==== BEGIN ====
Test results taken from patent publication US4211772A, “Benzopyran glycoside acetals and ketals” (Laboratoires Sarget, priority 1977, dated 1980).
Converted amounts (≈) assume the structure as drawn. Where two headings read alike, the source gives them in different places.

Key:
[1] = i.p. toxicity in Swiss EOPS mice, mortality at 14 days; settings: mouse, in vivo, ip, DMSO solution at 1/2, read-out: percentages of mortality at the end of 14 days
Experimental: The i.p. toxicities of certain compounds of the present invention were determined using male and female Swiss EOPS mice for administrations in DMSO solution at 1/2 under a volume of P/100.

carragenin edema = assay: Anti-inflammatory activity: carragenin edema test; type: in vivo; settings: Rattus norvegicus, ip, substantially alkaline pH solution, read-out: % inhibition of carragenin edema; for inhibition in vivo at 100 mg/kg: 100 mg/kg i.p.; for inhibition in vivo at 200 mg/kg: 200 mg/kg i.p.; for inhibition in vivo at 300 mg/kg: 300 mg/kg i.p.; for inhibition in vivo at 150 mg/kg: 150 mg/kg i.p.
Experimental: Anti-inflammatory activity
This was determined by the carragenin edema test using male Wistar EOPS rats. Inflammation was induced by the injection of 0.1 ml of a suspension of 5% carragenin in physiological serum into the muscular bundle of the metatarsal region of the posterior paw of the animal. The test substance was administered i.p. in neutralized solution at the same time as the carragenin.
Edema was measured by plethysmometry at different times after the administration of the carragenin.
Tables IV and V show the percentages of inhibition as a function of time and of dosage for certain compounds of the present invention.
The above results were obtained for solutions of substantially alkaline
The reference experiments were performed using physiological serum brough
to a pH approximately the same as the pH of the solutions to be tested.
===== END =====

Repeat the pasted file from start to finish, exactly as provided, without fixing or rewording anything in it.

Test results taken from patent publication US4211772A, “Benzopyran glycoside acetals and ketals” (Laboratoires Sarget, priority 1977, dated 1980).
Converted amounts (≈) assume the structure as drawn. Where two headings read alike, the source gives them in different places.

Key:
[1] = i.p. toxicity in Swiss EOPS mice, mortality at 14 days; settings: mouse, in vivo, ip, DMSO solution at 1/2, read-out: percentages of mortality at the end of 14 days
Experimental: The i.p. toxicities of certain compounds of the present invention were determined using male and female Swiss EOPS mice for administrations in DMSO solution at 1/2 under a volume of P/100.

carragenin edema = assay: Anti-inflammatory activity: carragenin edema test; type: in vivo; settings: Rattus norvegicus, ip, substantially alkaline pH solution, read-out: % inhibition of carragenin edema; for inhibition in vivo at 100 mg/kg: 100 mg/kg i.p.; for inhibition in vivo at 200 mg/kg: 200 mg/kg i.p.; for inhibition in vivo at 300 mg/kg: 300 mg/kg i.p.; for inhibition in vivo at 150 mg/kg: 150 mg/kg i.p.
Experimental: Anti-inflammatory activity
This was determined by the carragenin edema test using male Wistar EOPS rats. Inflammation was induced by the injection of 0.1 ml of a suspension of 5% carragenin in physiological serum into the muscular bundle of the metatarsal region of the posterior paw of the animal. The test substance was administered i.p. in neutralized solution at the same time as the carragenin.
Edema was measured by plethysmometry at different times after the administration of the carragenin.
Tables IV and V show the percentages of inhibition as a function of time and of dosage for certain compounds of the present invention.
The above results were obtained for solutions of substantially alkaline
The reference experiments were performed using physiological serum brough
to a pH approximately the same as the pH of the solutions to be tested.